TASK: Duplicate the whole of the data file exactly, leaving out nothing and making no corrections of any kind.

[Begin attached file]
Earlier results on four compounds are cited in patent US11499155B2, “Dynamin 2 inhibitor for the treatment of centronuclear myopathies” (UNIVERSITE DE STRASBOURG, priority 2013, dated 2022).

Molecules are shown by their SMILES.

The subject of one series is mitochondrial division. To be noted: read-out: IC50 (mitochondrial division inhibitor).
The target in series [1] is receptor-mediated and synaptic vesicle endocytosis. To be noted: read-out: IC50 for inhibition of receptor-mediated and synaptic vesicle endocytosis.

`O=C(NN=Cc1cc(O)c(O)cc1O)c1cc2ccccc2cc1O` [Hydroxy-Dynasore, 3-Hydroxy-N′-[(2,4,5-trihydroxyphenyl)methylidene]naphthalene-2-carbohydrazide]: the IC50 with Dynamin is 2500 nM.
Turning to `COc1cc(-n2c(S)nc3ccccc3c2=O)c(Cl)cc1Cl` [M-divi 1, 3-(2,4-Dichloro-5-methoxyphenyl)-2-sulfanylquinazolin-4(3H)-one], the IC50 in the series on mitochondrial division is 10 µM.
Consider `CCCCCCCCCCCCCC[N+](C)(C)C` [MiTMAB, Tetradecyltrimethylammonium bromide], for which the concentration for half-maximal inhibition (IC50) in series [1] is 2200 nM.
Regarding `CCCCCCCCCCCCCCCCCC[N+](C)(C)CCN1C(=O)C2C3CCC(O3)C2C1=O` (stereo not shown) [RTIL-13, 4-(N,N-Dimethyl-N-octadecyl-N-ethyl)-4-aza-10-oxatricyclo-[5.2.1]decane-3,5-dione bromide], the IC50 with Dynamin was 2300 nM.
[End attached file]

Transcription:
Earlier results on four compounds are cited in patent US11499155B2, “Dynamin 2 inhibitor for the treatment of centronuclear myopathies” (UNIVERSITE DE STRASBOURG, priority 2013, dated 2022).

Molecules are shown by their SMILES.

The subject of one series is mitochondrial division. To be noted: read-out: IC50 (mitochondrial division inhibitor).
The target in series [1] is receptor-mediated and synaptic vesicle endocytosis. To be noted: read-out: IC50 for inhibition of receptor-mediated and synaptic vesicle endocytosis.

`O=C(NN=Cc1cc(O)c(O)cc1O)c1cc2ccccc2cc1O` [Hydroxy-Dynasore, 3-Hydroxy-N′-[(2,4,5-trihydroxyphenyl)methylidene]naphthalene-2-carbohydrazide]: the IC50 with Dynamin is 2500 nM.
Turning to `COc1cc(-n2c(S)nc3ccccc3c2=O)c(Cl)cc1Cl` [M-divi 1, 3-(2,4-Dichloro-5-methoxyphenyl)-2-sulfanylquinazolin-4(3H)-one], the IC50 in the series on mitochondrial division is 10 µM.
Consider `CCCCCCCCCCCCCC[N+](C)(C)C` [MiTMAB, Tetradecyltrimethylammonium bromide], for which the concentration for half-maximal inhibition (IC50) in series [1] is 2200 nM.
Regarding `CCCCCCCCCCCCCCCCCC[N+](C)(C)CCN1C(=O)C2C3CCC(O3)C2C1=O` (stereo not shown) [RTIL-13, 4-(N,N-Dimethyl-N-octadecyl-N-ethyl)-4-aza-10-oxatricyclo-[5.2.1]decane-3,5-dione bromide], the IC50 with Dynamin was 2300 nM.